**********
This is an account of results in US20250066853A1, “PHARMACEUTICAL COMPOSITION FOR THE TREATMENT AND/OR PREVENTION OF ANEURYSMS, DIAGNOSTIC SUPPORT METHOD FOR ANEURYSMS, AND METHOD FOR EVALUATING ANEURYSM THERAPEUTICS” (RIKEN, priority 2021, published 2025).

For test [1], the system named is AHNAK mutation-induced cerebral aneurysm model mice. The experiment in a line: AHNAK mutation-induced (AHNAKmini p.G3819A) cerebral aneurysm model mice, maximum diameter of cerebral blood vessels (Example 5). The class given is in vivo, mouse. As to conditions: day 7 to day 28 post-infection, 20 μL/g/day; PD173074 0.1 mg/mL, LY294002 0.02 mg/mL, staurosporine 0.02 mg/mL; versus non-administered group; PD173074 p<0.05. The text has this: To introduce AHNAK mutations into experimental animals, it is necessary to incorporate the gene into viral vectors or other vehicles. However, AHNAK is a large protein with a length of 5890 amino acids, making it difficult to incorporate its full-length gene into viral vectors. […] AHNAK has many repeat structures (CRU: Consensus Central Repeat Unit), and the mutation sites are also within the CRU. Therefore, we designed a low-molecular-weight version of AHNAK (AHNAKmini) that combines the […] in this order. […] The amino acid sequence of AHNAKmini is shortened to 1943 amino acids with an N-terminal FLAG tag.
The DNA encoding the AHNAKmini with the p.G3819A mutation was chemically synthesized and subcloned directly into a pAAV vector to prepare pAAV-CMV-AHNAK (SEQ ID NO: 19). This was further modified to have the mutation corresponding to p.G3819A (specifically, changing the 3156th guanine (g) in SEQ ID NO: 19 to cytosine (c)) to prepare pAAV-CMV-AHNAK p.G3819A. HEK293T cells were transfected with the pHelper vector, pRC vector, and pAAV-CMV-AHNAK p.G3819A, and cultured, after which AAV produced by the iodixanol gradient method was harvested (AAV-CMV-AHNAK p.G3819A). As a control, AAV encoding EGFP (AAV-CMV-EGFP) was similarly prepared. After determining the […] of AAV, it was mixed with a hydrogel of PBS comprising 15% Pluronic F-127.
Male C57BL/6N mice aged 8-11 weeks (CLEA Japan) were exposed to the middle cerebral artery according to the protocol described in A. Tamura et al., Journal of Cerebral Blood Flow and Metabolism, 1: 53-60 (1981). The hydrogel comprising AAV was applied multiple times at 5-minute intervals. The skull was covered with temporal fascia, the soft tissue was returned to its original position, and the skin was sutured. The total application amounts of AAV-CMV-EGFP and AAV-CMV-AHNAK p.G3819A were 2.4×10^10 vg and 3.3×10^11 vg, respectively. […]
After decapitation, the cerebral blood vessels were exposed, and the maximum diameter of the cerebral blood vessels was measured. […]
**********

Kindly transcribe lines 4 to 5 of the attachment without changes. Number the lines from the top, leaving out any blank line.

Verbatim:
Male C57BL/6N mice aged 8-11 weeks (CLEA Japan) were exposed to the middle cerebral artery according to the protocol described in A. Tamura et al., Journal of Cerebral Blood Flow and Metabolism, 1: 53-60 (1981). The hydrogel comprising AAV was applied multiple times at 5-minute intervals. The skull was covered with temporal fascia, the soft tissue was returned to its original position, and the skin was sutured. The total application amounts of AAV-CMV-EGFP and AAV-CMV-AHNAK p.G3819A were 2.4×10^10 vg and 3.3×10^11 vg, respectively. […]
After decapitation, the cerebral blood vessels were exposed, and the maximum diameter of the cerebral blood vessels was measured. […]